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Invited Talk 1

Jens Groth,
University College London, United Kingdom,
"Discrete logarithm based zero-knowledge arguments"

Abstract: Sigma-protocols are a special class of 3-move honest verifier zero-knowledge arguments, which can be used by a prover to convince the verifier about the truth of a statement. Since Schnorr's protocol was introduced more than two decades ago we have seen the development of simple and efficient Sigma-protocols to solve problems commonly arising in cyclic groups where the discrete logarithm problem is believed to be hard. It is for instance simple to prove that two discrete logarithms are equivalent, a secret committed value is zero, or three committed values satisfy that one is a product of the two others. Extending the Sigma-protocol framework by relaxing the special soundness requirement or increasing the number of rounds we can get even greater efficiency. We will give an overview of recent techniques we have developed that give very compact logarithmic size honest-verifier zero-knowledge arguments for large statements. These statements can be of a specialized nature such as a committed value being one of many listed values, or of a general nature such as the satisfiability of an arithmetic circuit.

Biography: Jens Groth is Professor of Cryptology in the Department of Computer Science at University College London and the Director UCL's Academic Centre of Excellence in Cyber Security Research. His work revolutionized the area of zero-knowledge proofs with the invention of practical pairing-based non-interactive zero-knowledge proofs, which was recognized early on with the UCLA Chancellor's Award for Postdoctoral Research in 2007. He initiated the use of pairings to construct succinct non-interactive arguments, so-called SNARGs, with minimal communication. He has also invented the world's most efficient verifiable shuffles, which are used as a component of many mix-nets and voting schemes. Other areas of contribution include structure-preserving cryptography, ring signatures and group signatures, private information retrieval, and public key cryptography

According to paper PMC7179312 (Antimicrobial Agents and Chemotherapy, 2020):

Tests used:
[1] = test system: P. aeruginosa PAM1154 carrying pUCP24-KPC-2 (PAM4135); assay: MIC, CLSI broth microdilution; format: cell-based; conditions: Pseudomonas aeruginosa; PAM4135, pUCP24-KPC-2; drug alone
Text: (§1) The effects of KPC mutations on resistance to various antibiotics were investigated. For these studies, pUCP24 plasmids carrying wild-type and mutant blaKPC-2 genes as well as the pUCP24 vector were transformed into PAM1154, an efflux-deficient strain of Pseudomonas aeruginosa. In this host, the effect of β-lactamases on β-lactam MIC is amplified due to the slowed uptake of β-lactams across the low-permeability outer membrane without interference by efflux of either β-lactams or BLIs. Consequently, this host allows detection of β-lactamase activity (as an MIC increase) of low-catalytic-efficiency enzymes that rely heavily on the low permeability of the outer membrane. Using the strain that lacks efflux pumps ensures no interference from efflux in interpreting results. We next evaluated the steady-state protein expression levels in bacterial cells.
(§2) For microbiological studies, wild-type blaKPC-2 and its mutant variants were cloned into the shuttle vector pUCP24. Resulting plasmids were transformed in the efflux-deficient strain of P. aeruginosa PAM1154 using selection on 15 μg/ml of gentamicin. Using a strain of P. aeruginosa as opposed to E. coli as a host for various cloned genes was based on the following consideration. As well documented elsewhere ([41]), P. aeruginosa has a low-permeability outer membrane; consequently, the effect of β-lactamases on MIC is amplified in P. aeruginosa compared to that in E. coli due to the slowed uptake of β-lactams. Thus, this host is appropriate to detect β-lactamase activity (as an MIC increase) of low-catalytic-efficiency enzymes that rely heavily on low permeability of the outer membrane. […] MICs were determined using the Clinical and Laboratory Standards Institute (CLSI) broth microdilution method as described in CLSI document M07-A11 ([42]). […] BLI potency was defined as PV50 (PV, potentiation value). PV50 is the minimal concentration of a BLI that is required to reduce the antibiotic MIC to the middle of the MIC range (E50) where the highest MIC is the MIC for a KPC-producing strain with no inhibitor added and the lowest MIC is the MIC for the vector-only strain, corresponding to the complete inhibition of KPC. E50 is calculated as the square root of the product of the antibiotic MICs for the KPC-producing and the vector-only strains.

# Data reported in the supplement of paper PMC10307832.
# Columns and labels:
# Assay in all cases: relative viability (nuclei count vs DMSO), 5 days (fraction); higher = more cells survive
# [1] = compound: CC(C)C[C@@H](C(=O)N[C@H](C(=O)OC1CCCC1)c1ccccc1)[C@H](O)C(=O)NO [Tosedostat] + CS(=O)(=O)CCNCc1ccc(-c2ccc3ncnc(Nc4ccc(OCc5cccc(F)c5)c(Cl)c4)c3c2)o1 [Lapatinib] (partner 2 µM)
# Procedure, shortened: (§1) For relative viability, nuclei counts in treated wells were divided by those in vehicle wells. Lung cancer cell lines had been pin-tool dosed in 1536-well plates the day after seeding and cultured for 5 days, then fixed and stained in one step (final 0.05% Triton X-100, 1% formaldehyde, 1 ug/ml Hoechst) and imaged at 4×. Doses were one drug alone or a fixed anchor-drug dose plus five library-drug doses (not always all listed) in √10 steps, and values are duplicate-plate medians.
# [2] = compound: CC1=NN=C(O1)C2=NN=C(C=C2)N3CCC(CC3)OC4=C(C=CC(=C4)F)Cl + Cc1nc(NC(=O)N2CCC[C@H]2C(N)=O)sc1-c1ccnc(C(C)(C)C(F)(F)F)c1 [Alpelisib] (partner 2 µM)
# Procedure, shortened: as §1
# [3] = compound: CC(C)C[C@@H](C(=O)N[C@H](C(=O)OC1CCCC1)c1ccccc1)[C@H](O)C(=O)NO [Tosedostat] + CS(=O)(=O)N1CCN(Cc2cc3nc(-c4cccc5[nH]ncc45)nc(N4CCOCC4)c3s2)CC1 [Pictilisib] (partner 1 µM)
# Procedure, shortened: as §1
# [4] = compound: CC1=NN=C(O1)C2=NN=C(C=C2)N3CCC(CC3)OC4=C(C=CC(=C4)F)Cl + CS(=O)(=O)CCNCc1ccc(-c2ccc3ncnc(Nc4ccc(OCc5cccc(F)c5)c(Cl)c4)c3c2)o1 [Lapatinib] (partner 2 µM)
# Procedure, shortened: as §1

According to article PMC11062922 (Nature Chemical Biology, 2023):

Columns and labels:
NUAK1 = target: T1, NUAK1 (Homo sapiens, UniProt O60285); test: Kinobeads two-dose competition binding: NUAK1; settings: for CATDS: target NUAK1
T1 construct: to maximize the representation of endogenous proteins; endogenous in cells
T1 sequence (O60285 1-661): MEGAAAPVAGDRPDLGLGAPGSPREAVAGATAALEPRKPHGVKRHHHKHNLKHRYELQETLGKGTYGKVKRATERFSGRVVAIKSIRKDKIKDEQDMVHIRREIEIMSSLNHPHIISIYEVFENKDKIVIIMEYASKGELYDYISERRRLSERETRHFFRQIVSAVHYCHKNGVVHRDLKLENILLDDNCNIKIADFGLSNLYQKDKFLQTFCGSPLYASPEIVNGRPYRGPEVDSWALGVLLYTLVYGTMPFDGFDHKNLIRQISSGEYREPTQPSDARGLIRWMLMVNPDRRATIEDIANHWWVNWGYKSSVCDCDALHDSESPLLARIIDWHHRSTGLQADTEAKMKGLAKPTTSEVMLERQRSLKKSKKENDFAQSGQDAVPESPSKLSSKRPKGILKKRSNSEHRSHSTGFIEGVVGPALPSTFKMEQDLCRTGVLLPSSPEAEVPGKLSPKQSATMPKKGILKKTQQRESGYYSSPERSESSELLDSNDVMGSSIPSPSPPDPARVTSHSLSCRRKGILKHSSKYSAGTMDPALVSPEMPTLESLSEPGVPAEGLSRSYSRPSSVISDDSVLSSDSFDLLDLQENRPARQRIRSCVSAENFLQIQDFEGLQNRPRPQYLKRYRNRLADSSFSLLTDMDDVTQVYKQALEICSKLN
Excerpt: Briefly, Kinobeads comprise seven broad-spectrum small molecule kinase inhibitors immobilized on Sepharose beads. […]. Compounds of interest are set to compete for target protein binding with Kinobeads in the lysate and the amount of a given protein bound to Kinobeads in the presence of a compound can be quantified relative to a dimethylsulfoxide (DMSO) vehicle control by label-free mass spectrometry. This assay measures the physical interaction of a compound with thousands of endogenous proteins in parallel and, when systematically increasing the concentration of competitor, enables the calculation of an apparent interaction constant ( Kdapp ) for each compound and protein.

Invited Talk 2

Jung Hee Cheon,
Seoul National University, Korea,
"Multilinear Maps and Their Cryptanalysis"

Abstract: We discuss approximate multilinear maps and their cryptanalysis. After introduced by Boneh and Silverberg in 2002, multilinear maps was regarded as a source of many interesting cryptographic constructions including multiparty key exchange and broadcast encryption. It has taken 10 years to have the first plausible candidates by Garg, Gentry and Halevi (GGH13). Later, two more schemes have been suggested, one by Coron, Lepoint and Tibouchi (CLT13) and the other by Gentry, Gorbunov, Halevi (GGH15). They draw lots of attention and yield several interesting new cryptographic primitives such as Functional Encryption (FE), indistinguishable Obfuscation (iO) and Key Homomorphic Pseudo Random Functions., all of these constructions are suffering serious attacks. In this talk, we introduce recent constructions and describe a polynomial-time cryptanalysis of CLT13, GGH13, and GGH15. As a fix of CLT13, Coron, Lepoint, and Tibouchi proposed another candidate of new multilinear maps over the integers (CLT15) in Crypto 2015. We also describe an attack on CLT15. As a consequence, we don't have any plausible candidates of Mmaps at this moment. We conclude this talk by giving an open problem: how to break private multilinear maps which leads to an attack on iO schemes.

Biography: Jung Hee Cheon is Professor in the Department of Mathematical Sciences and a director of Cryptographic Hard Problems Research Initiatives at Seoul National University (SNU). He received his B.S. and Ph.D. degrees in mathematics at KAIST in 1991, and 1997, respectively. He is particularly known for his work on an efficient algorithm on strong DH problem. He received the best paper award in Asiacrypt 2008 for improving Pollard rho algorithm, and the best paper award in Eurocrypt 2015 for attacking Multilinear Maps. His research interests include computational number theory, cryptography and information security.